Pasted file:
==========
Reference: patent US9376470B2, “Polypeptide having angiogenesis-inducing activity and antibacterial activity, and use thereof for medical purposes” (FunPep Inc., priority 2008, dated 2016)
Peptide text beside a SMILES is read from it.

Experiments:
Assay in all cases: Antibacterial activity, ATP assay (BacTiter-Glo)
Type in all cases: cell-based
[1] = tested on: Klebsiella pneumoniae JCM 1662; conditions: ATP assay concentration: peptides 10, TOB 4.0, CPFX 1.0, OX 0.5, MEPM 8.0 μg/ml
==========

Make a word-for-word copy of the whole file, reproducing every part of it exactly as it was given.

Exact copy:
Reference: patent US9376470B2, “Polypeptide having angiogenesis-inducing activity and antibacterial activity, and use thereof for medical purposes” (FunPep Inc., priority 2008, dated 2016)
Peptide text beside a SMILES is read from it.

Experiments:
Assay in all cases: Antibacterial activity, ATP assay (BacTiter-Glo)
Type in all cases: cell-based
[1] = tested on: Klebsiella pneumoniae JCM 1662; conditions: ATP assay concentration: peptides 10, TOB 4.0, CPFX 1.0, OX 0.5, MEPM 8.0 μg/ml